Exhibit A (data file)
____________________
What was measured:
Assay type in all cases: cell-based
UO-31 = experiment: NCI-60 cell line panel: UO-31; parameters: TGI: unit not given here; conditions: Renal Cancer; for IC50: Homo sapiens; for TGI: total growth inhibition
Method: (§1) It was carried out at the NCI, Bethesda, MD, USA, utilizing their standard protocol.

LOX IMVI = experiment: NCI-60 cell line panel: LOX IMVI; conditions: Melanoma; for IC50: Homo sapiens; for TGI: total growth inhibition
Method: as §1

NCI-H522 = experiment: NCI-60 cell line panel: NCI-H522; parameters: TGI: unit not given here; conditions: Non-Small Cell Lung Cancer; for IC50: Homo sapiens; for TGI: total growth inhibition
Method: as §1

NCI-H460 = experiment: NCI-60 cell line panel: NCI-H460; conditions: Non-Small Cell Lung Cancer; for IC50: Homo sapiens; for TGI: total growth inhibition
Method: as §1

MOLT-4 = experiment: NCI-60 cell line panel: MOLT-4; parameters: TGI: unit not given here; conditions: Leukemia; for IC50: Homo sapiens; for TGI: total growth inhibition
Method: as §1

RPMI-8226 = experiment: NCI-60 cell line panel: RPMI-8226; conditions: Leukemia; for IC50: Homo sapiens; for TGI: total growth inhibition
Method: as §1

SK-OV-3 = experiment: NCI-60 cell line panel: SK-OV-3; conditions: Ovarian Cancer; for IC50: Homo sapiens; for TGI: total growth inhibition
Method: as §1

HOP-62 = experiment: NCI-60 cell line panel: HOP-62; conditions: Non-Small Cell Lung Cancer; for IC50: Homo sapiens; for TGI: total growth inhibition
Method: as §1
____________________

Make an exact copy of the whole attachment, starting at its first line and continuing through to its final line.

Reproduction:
What was measured:
Assay type in all cases: cell-based
UO-31 = experiment: NCI-60 cell line panel: UO-31; parameters: TGI: unit not given here; conditions: Renal Cancer; for IC50: Homo sapiens; for TGI: total growth inhibition
Method: (§1) It was carried out at the NCI, Bethesda, MD, USA, utilizing their standard protocol.

LOX IMVI = experiment: NCI-60 cell line panel: LOX IMVI; conditions: Melanoma; for IC50: Homo sapiens; for TGI: total growth inhibition
Method: as §1

NCI-H522 = experiment: NCI-60 cell line panel: NCI-H522; parameters: TGI: unit not given here; conditions: Non-Small Cell Lung Cancer; for IC50: Homo sapiens; for TGI: total growth inhibition
Method: as §1

NCI-H460 = experiment: NCI-60 cell line panel: NCI-H460; conditions: Non-Small Cell Lung Cancer; for IC50: Homo sapiens; for TGI: total growth inhibition
Method: as §1

MOLT-4 = experiment: NCI-60 cell line panel: MOLT-4; parameters: TGI: unit not given here; conditions: Leukemia; for IC50: Homo sapiens; for TGI: total growth inhibition
Method: as §1

RPMI-8226 = experiment: NCI-60 cell line panel: RPMI-8226; conditions: Leukemia; for IC50: Homo sapiens; for TGI: total growth inhibition
Method: as §1

SK-OV-3 = experiment: NCI-60 cell line panel: SK-OV-3; conditions: Ovarian Cancer; for IC50: Homo sapiens; for TGI: total growth inhibition
Method: as §1

HOP-62 = experiment: NCI-60 cell line panel: HOP-62; conditions: Non-Small Cell Lung Cancer; for IC50: Homo sapiens; for TGI: total growth inhibition
Method: as §1